The Shadow Cabinet is now holding its (delayed) meeting on Labour’s stance on Syria, and members have been told that they will get a free vote on the matter. Sources say that Jeremy Corbyn will also ask David Cameron to delay the vote, which is expected on Wednesday, in order to respond to MPs’ concerns, and that the party will still take a position that frontbenchers won’t necessarily have to follow.
This is a way of avoiding the mass resignations and fury that Shadow Cabinet members were threatening. But it is also a sign that Labour as a party no longer falls within the accepted definition of a political party. Frontbenchers can now take a range of views on a matter of war. They might as well not bother holding Shadow Cabinet from now on.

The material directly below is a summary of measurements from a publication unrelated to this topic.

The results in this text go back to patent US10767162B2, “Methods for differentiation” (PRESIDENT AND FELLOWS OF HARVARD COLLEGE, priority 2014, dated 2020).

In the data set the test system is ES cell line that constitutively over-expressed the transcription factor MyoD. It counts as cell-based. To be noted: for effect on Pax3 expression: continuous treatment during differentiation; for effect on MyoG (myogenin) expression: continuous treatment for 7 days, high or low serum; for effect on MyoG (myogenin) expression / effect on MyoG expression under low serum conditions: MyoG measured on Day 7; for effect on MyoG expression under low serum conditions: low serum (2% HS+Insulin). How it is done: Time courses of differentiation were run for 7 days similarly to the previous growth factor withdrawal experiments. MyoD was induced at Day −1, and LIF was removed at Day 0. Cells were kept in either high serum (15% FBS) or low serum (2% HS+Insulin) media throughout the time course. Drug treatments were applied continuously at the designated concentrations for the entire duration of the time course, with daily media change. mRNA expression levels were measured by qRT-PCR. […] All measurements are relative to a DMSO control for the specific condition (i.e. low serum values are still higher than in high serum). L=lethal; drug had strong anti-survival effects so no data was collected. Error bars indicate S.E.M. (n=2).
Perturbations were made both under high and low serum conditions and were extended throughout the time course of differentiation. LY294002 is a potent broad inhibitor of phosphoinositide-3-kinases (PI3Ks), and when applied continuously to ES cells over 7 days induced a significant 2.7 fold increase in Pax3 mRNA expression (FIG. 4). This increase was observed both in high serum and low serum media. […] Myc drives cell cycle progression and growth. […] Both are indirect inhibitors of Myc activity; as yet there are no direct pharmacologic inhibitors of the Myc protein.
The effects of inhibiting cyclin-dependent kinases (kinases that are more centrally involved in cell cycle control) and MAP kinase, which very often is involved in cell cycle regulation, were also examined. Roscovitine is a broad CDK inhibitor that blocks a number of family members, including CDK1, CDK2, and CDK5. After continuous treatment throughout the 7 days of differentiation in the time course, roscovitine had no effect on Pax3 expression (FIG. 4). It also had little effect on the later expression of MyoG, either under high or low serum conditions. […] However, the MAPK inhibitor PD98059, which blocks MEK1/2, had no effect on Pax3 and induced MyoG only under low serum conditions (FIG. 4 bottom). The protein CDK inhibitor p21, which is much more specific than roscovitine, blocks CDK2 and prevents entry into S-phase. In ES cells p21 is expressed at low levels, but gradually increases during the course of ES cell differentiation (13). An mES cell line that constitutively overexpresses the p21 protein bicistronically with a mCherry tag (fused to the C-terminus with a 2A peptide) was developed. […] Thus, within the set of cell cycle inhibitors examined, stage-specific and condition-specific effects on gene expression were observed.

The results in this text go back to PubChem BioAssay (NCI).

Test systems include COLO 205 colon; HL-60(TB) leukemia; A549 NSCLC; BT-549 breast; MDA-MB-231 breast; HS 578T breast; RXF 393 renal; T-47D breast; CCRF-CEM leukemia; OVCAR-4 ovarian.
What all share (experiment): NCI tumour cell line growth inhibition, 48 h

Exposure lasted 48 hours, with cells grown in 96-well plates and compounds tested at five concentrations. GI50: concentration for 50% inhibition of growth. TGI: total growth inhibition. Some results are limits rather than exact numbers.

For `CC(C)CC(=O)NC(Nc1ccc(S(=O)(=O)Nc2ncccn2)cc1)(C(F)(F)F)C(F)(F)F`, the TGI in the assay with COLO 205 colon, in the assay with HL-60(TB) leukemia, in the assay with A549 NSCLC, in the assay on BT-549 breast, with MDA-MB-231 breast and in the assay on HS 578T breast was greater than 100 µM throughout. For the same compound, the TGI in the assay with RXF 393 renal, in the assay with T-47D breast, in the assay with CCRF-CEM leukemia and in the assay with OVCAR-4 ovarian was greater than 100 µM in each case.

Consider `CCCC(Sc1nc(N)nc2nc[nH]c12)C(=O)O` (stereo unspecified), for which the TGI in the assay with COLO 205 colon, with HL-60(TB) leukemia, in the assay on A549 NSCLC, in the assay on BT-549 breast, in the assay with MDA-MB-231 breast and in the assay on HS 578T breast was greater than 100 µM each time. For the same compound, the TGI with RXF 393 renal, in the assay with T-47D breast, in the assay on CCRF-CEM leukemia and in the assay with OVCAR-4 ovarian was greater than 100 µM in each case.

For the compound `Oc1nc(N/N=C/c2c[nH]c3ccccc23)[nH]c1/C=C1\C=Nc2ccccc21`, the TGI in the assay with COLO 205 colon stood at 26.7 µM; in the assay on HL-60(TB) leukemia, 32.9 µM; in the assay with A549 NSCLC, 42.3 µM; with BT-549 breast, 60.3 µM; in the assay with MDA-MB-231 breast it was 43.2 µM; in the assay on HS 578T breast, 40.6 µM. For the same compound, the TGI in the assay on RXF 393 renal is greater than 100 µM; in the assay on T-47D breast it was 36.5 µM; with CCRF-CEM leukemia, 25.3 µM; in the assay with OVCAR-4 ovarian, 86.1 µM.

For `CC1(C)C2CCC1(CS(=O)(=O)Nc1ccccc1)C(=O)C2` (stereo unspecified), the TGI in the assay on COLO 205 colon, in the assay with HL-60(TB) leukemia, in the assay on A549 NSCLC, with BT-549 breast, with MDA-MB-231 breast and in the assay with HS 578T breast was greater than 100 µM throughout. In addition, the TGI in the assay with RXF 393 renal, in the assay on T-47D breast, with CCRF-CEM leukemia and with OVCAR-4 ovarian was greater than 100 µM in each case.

UPDATE, 2.40pm: Corbyn has now written to David Cameron asking for a two-day debate. Here’s the text of the letter:
As of this morning we have not had a clear proposal from the government on when you plan to bring forward a motion to the House on air strikes in Syria or on arrangements for the debate.
In the view of the Opposition on a matter of such critical importance there must be full and adequate time for any debate in the House and only a full two day debate would ensure time for all Members who wish to participate to be able to do so.
As has happened previously a one day debate would inevitably lead to important contributions being curtailed. It is incumbent on us all to ensure the country feels there has been the fullest parliamentary discussion of what you have rightly described as a highly complex situation. In addition the debate would be much better informed by views from the Foreign Affairs and Defence Select Committees following your recent statements.
Please can you provide an assurance that any proposal the government brings forward will be on the basis that there will be a two day debate in the House of Commons.
Jeremy Corbyn MP
Leader of the Opposition